Full-field scores from the 147th Open Championship

Full coverage of the 147th Open Championship

Phil Mickelson and Tiger Woods, both at even par for the tournament, six shots behind leaders Zach Johnson and Kevin Kisner, are in consecutive groups. Mickelson is playing with Austin Cook at 8:05 a.m. and Woods is with South Africa’s Shaun Norris at 8:15 a.m.

Jordan Spieth and Rickie Fowler, both three shots off the lead, are also in consecutive groups. Fowler is at 10 a.m. with Thorbjorn Olesen and Spieth is 10 minutes later with Kevin Chappell. Rory McIlroy, looking to win his first major since the 2014 PGA Championship, is at 10:40 a.m. with Xander Schauffele. McIlroy is two shots behind.

Johnson and Kisner are last off at 11 a.m.

4:15AM ET: Gavin Green

4:25AM ET: Rhys Enoch, Patrick Reed

4:35AM ET: Kiradech Aphibarnrat, Justin Rose

4:45AM ET: Yusaku Miyazato, Tyrrell Hatton

4:55AM ET: Ross Fisher, Keegan Bradley

5:05AM ET: Ryan Fox, Jason Dufner

5:15AM ET: Bryson DeChambeau, Henrik Stenson

5:25AM ET: Tom Lewis, Sam Locke (a)

5:35AM ET: Paul Casey, Chris Wood

5:45AM ET: Bernhard Langer, Rafa Cabrera Bello

6:00AM ET: Paul Dunne, Brett Rumford

6:10AM ET: Masahiro Kawamura, Shubhankar Sharma

6:20AM ET: Cameron Smith, Brendan Steele

6:30AM ET: Marc Leishman, Lee Westwood

6:40AM ET: Byeong Hun An, Kevin Na

6:50AM ET: Julian Suri, Adam Hadwin

7:00AM ET: Gary Woodland, Si-Woo Kim

7:10AM ET: Yuta Ikeda, Satoshi Kodaira

7:20AM ET: Marcus Kinhult, Thomas Pieters

7:30AM ET: Beau Hossler, Haotong Li

7:45AM ET: Cameron Davis, Sean Crocker

7:55AM ET: Louis Oosthuizen, Stewart Cink

8:05AM ET: Phil Mickeslon, Austin Cook

8:15AM ET: Tiger Woods, Shaun Norris

8:25AM ET: Lucas Herbert, Michael Kim

8:35AM ET: Jason Day, Francesco Molinari

8:45AM ET: Sung Kang, Webb Simpson

8:55AM ET: Patrick Cantlay, Eddie Pepperell

9:05AM ET: Matthew Southgate, Brooks Koepka

9:15AM ET: Kyle Stanley, Adam Scott

9:30AM ET: Charley Hoffman, Alex Noren

9:40AM ET: Ryan Moore, Brandon Stone

9:50AM ET: Luke List, Danny Willett

10:00AM ET: Thorbjorn Olesen, Rickie Fowler

10:10AM ET: Jordan Spieth, Kevin Chappell

10:20AM ET: Zander Lombard, Tony Finau

10:30AM ET: Matt Kuchar, Erik Van Rooyen

10:40AM ET: Rory McIlroy, Xander Schauffele

10:50AM ET: Pat Perez, Tommy Fleetwood

11:00AM ET: Kevin Kisner, Zach Johnson

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Facial hair Fowler's new good-luck charm

By Rex HoggardJuly 20, 2018, 8:12 pm

CARNOUSTIE, Scotland – Before, during and after the Fourth of July, Rickie Fowler missed a few appointments with his razor.

He arrived in the United Kingdom for last week’s Scottish Open still unshaved and he tied for sixth place. Fowler, like most golfers, can give in to superstition, so he's decided to keep the caveman look going for this week’s Open Championship.

“There could be some variations,” he smiled following his round on Friday at Carnoustie.

Full-field scores from the 147th Open Championship

Full coverage of the 147th Open Championship

At this rate, he may never shave again. Fowler followed an opening 70 with a 69 on Friday to move into a tie for 11th place, just three strokes off the lead.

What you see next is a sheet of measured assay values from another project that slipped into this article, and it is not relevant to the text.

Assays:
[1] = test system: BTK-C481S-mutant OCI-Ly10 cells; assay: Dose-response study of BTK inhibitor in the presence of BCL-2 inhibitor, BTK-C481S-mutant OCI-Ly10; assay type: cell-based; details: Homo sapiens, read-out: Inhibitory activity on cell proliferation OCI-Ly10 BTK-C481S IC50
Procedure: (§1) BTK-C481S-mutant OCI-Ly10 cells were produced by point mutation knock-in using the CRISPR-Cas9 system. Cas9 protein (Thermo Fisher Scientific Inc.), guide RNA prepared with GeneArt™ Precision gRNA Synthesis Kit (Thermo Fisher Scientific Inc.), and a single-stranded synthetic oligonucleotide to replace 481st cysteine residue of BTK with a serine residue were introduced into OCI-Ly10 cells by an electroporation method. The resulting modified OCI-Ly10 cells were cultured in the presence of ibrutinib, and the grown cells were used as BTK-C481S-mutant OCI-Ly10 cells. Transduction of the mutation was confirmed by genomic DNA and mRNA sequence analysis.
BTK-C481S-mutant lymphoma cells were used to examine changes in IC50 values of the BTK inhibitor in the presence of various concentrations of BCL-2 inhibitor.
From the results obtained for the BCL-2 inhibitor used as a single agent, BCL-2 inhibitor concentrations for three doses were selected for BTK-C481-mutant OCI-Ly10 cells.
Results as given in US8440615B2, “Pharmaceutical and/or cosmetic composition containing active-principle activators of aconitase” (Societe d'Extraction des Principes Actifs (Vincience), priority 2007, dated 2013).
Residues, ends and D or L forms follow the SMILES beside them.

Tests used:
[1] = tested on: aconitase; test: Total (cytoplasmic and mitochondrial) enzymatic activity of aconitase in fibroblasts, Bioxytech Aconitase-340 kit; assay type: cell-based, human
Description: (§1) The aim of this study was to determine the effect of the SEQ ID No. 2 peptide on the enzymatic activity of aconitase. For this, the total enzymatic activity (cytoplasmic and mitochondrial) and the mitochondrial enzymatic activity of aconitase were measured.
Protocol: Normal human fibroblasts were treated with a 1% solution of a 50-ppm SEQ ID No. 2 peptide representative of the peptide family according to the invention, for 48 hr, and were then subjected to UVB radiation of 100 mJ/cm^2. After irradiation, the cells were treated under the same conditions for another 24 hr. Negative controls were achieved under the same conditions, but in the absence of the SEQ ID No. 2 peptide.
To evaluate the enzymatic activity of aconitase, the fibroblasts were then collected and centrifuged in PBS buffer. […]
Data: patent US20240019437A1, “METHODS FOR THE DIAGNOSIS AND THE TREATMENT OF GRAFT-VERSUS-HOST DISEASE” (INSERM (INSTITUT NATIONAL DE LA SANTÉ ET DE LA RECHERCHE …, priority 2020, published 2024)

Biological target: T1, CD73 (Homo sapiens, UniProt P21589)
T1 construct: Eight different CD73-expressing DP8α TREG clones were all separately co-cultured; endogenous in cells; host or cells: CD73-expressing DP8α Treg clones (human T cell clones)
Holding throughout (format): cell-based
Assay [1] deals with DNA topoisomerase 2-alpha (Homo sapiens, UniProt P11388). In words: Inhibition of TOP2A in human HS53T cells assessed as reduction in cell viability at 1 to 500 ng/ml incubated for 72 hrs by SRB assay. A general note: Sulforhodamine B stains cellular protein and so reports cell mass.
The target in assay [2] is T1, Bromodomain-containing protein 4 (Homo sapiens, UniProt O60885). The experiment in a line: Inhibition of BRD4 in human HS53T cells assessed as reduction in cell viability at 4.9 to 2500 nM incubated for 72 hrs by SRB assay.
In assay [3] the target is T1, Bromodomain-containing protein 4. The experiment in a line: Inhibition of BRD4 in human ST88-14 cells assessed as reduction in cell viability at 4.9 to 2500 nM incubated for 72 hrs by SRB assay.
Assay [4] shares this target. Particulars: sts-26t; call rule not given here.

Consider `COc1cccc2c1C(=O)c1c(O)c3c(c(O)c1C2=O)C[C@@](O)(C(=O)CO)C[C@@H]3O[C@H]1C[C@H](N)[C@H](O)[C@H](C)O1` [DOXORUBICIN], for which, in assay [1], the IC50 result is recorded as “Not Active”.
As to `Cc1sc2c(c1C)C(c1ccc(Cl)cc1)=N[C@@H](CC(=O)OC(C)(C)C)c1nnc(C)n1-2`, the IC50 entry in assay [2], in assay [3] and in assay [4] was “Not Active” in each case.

Fowler also has some friendly competition in the beard department, with his roommate this week Justin Thomas also going for the rugged look.

“I think he kind of followed my lead in a way. I think he ended up at home, and he had a little bit of scruff going. It's just fun,” Fowler said. “We mess around with it. Obviously, not taking it too seriously. But like I said, ended up playing halfway decent last week, so I couldn't really shave it off going into this week.”

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Spieth (67) rebounds from tough Round 1 finish

By Ryan LavnerJuly 20, 2018, 7:55 pm

CARNOUSTIE, Scotland – Guess whose putter is starting to heat up again at a major?

Even with a few wayward shots Friday at Carnoustie, Jordan Spieth made a significant climb up the leaderboard in the second round, firing a 4-under 67 to move just three shots off the lead.

Spieth showed his trademark grit in bouncing back from a rough finish Thursday, when he mis-clubbed on the 15th hole, leading to a double bogey, and ended up playing the last four holes in 4 over.

“I don’t know if I actually regrouped,” he said. “It more kind of fires me up a little.”

Full-field scores from the 147th Open Championship

Full coverage of the 147th Open Championship

Spieth missed more than half of his fairways in the second round, but he was able to play his approach shots from the proper side of the hole. Sure, he “stole a few,” particularly with unlikely birdies on Nos. 10 and 11 after errant drives, but he took advantage and put himself in position to defend his claret jug.

Spieth needed only 25 putts in the second round, and he credited a post-round adjustment Thursday for the improvement. The tweak allows his arms to do more of the work in his stroke, and he said he felt more confident on the greens.

“It’s come a long way in the last few months, no doubt,” he said.

More than anything, Spieth was relieved not to have to play “cut-line golf” on Friday, like he’s done each start since his spirited run at the Masters.

“I know that my swing isn’t exactly where I want it to be; it’s nowhere near where it was at Birkdale,” he said. “But the short game is on point, and the swing is working in the right direction to get the confidence back.”